Digging Geothermal

(By: Dana Weeder, AIA LEED AP and Mike Fields)

I really like geothermal energy.

Before I am redressed by scientist friends, I should clarify that there is not much in the way of usable geothermal energy in the Northeast United States.

Direct Geothermal Energy harvesting is probably best known in places like Iceland, where more than half of the nation’s energy needs are met by capturing heat that escapes between the Earth’s tectonic plates. While this has a low environmental impact, there are a limited number of places on the planet which are close enough to tectonic heat sources to make effective use of it. If you are close enough, you run the risk of seeing more of the inner workings of the planet than one might like.

However, the growing geothermal industry in New England is based on what is called Ground Source Heating and Cooling (and I like that too). This type of system exploits the Earth’s ability to insulate, store and dissipate heat, allowing the ground to act as a sort of thermal flywheel.


So, what is a Ground Source Heat Pump (GSHP) system?

While our atmosphere is dynamic, with huge temperature extremes, temperatures several feet below surface of the earth are a relatively stable +/-55 degrees throughout the year. We can use the difference between the ground and the air to control building temperature with heat pumps which amplify the temperature differential through a change of state, similar to what happens in an air conditioner or refrigerator.

No, seriously, what is it?

Basically, you stick a plastic tube into the ground and pump a solution of water and glycol through the tube. The solution is then pumped into a heat pump which will either remove ‘heat’ from the solution (heating cycle) or add ‘heat’ to the solution (cooling cycle). In the summer, the heat pump returns the solution to the ground in a warmer state and is consequently cooled by the earth. In the winter, the heat pump returns the solution to the ground in a cooler state and is consequently warmed by the earth. So it’s a bit counter intuitive, but in a heating cycle, a heat pump can actually pull ‘heat’ out of a 55 degree solution and return the solution to the ground at 35 degrees. That 20 degree differential is borrowed out of the ground and put into the building. And the exact opposite occurs during the cooling cycle.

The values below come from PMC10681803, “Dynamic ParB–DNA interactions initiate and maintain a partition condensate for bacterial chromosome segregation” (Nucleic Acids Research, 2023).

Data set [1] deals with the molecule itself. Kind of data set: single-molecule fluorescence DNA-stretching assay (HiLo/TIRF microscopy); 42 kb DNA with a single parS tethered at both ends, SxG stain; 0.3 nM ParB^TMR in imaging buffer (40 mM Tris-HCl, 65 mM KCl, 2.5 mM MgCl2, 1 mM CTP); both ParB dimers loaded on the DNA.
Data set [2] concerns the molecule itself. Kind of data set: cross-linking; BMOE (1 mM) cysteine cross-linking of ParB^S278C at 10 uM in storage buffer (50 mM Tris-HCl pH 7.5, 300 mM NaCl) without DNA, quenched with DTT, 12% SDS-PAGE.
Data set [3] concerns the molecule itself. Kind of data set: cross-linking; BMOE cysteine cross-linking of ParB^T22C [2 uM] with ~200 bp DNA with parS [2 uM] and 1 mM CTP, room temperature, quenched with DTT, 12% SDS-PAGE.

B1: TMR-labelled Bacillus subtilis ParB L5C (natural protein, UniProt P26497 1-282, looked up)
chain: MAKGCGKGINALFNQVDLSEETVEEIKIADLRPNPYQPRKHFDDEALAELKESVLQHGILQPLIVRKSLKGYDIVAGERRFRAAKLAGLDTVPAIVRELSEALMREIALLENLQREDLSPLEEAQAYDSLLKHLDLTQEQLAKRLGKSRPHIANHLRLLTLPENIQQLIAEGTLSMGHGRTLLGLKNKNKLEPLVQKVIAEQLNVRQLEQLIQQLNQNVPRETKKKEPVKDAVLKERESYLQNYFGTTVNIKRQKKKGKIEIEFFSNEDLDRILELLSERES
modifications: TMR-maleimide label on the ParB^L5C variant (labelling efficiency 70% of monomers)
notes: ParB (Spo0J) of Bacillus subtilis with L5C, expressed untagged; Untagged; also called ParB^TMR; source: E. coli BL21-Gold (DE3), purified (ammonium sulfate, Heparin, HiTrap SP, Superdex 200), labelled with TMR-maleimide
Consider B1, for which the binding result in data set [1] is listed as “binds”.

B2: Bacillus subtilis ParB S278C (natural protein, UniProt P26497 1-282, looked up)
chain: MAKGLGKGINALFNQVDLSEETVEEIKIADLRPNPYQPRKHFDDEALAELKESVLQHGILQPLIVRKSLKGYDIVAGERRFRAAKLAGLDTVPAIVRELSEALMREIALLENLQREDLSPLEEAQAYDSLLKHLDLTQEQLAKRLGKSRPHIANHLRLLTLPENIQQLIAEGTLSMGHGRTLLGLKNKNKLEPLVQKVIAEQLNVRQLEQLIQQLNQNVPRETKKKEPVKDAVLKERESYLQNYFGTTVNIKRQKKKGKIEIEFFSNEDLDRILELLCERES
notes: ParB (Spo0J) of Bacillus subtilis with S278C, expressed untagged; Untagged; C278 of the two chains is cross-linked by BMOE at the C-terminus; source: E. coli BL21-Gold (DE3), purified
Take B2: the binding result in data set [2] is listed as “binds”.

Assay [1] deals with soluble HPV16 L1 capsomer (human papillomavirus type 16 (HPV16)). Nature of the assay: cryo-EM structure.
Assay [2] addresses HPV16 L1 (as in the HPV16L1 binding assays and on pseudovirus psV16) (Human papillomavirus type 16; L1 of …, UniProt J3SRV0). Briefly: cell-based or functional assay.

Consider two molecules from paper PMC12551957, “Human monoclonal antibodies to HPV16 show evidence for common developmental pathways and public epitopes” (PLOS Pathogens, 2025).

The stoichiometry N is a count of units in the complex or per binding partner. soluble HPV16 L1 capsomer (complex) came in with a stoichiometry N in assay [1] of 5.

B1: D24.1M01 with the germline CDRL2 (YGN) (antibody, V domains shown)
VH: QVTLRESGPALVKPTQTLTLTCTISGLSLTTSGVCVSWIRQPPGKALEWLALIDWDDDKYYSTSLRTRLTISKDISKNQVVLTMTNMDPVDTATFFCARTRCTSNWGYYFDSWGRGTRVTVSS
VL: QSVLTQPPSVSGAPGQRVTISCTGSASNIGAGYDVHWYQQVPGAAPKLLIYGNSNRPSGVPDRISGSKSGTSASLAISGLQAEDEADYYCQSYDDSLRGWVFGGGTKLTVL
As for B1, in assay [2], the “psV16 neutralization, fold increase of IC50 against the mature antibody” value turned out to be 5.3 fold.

Why is this so great?

A Ground Source Heat Pump system differs from conventional systems by its ability to transfer heat rather than produce heat. A GSHP system does not heat from fuel, it simply moves existing heat from one place to another. This greatly reduces the building’s carbon footprint and lowers operational costs. So, the idea of borrowing heating/cooling is what makes it great.

Is that it?

No, since the only energy going into the system is electricity, the real promise of GSHP is as a component of on site power generation or more sustainable infrastructure. As electrical power inevitably becomes more efficiently generated and distributed, the savings from the economic and environmental savings will increase with them instead of becoming obsolete. There is no large roof top cooling tower that needs to be replaced every 20 years and no boiler taking up internal space.

But unfortunately, a lack of familiarity with these systems has been keeping clients and contractors wary and costs up. Many will require backup heat, oversize the systems, or avoid them altogether. There is great potential to plug our buildings into the Earth and architects and engineers need to build confidence by collecting and dispersing data on carefully designed systems.

Kathryn and Mike checking Needham's Geothermal Pump

Winter Street Architects recently completed the Needham Public Services Administration Building which has a series of (16) five-hundred foot deep wells located under the parking lot. Heat pumps are distributed throughout the 22,000 sf building which collects available heat to circulate through the building in the winter and discharge heat back into the ground in the summer. The system went on-line this past November and has been running without incident or backup heat through this most recent winter. The building was also designed to be ‘solar-ready’ with a large south facing sloped roof.